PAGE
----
What do you do when the grudge you hold isn’t against anyone but yourself? When your inner critic takes control of your thoughts, shouting things like: How could you do that? Shame on you. You’re unforgiveable.
When you feel like you can’t forgive yourself, you’re in a battle you can’t afford to lose. Because here’s the hard truth: forgiving others isn’t possible without first forgiving yourself. So there’s no time to run away from this internal battleground. It’s time to suit up in the armor of God and take control of the war in our heads.
I know it feels overwhelming—insurmountable even. But we can fight this war as long as we know we aren’t fighting alone.
When the weight of what we’ve done is too much, here’s our battle cry:
Whenever our hearts make us feel guilty and remind us of our failures, we know that God is much greater and more merciful than our conscience, and he knows everything there is to know about us. My delightfully loved friends, when our hearts don’t condemn us, we have a bold freedom to speak face-to-face with God. 1 John 3:20-21 TPT
Powerful ammo, right? Another translation of that verse says that God is greater than our feelings. Our minds may make us feel unforgiveable, but our Father (who created every part of us) says we have freedom.
The enemy tries to convince us we’re condemned, scheming to get us so focused on our mistakes that we hide from God. It’s a pretty dirty trick, because the enemy knows all he has to do to win us over is to disconnect us from our Savior.
So we hide. And we sit in our own darkness, certain that “we made our bed so now we have to lie in it.” But when we step out of condemnation and into the place of God’s redemption, we have bold freedom to speak with the God who forgives our sins, rights our wrongs, and loves us despite our mistakes.
We don’t have to live in the enemy’s lies any longer. Through Christ, we have the power to take our thoughts captive and find real forgiveness.
Here are some tools to help when your own grudge is too heavy to carry:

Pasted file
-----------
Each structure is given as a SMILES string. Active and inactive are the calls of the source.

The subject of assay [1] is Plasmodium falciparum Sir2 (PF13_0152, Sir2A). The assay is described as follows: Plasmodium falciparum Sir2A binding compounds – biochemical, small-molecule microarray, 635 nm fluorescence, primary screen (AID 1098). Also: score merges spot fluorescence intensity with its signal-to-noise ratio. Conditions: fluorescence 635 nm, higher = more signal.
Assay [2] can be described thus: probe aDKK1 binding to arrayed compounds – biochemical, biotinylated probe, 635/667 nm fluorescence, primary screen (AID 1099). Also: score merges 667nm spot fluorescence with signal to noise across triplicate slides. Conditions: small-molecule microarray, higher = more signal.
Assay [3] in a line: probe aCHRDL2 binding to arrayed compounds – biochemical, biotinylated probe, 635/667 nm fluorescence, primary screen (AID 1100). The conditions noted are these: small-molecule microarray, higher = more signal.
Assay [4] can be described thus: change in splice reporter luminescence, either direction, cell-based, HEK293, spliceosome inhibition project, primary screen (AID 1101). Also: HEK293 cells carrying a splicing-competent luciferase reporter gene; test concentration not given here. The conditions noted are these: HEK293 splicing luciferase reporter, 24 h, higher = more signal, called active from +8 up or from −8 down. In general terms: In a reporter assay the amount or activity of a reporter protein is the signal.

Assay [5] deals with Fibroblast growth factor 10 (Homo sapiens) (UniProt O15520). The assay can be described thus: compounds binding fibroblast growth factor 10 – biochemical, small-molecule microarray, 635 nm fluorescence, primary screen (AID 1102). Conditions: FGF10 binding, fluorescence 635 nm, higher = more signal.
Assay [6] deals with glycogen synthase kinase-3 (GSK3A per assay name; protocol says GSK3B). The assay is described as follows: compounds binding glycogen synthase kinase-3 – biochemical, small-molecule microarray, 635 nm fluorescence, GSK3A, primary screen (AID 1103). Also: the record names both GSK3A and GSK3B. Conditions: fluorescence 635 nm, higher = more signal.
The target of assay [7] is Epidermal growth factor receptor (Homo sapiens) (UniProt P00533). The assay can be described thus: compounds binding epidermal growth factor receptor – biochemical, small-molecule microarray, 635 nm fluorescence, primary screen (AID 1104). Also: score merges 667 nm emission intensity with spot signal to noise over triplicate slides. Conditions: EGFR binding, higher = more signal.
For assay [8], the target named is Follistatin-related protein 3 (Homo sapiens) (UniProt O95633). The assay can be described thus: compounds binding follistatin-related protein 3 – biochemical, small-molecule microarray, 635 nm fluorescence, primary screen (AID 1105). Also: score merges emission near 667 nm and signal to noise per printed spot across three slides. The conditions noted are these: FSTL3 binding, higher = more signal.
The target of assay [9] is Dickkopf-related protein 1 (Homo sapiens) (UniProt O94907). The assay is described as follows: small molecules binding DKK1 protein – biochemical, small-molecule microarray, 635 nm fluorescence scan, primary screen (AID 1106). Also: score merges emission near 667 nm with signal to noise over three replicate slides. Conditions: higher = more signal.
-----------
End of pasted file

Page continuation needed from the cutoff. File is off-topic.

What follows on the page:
1. Acknowledge your feelings. Feeling guilty is good when it leads to God. We all make mistakes. It’s natural (and healthy) to feel remorse when that happens. So when you’ve messed up, acknowledge that you’ve made a mistake and pay attention to the feelings that come with it. Take responsibility. Process and pray about those feelings, but don’t let them fester.
2. Ask God for forgiveness, and confess to others for healing. Tell God your mistake, ask Him for forgiveness, and pray that He’ll help you avoid that mistake in the future. Then confess it to others. Sin grows best in the dark, so bring it to the light of Christ and others.
3. Take action. Sometimes there actually is something you can do to right your wrong. If that’s the case, do it! If you hurt someone you love, have a hard conversation and repair the relationship. Embrace the natural consequences of your action while also receiving God’s supernatural compassion.
4. Seek help. If you’re still struggling to fully receive God’s grace or fully forgive yourself, it may be time to bring in professional help. Sometimes there are underlying issues from past hurts that may need to come to the surface. A counselor or a therapist can help you uncover what those might be and give you even more tools for fully experiencing freedom through forgiveness.
If you’re harboring unforgiveness against yourself, you’re not alone. All of us have made mistakes, yet God chose to pay our debt anyway because He loves us and wants a relationship with us. So don’t allow the enemy to keep you in hiding. Go to God and receive His limitless love that conquers all.
—Alli, breaking out of the darkness
Pray: God, help me to receive Your forgiveness and to forgive myself. Show me what steps to take to fully take hold of Your mercy and grace. Surround me with the right people who will point me back to You, and show me what next steps to take to embrace forgiveness, not only for myself but also for others around me. In Jesus’ name, amen.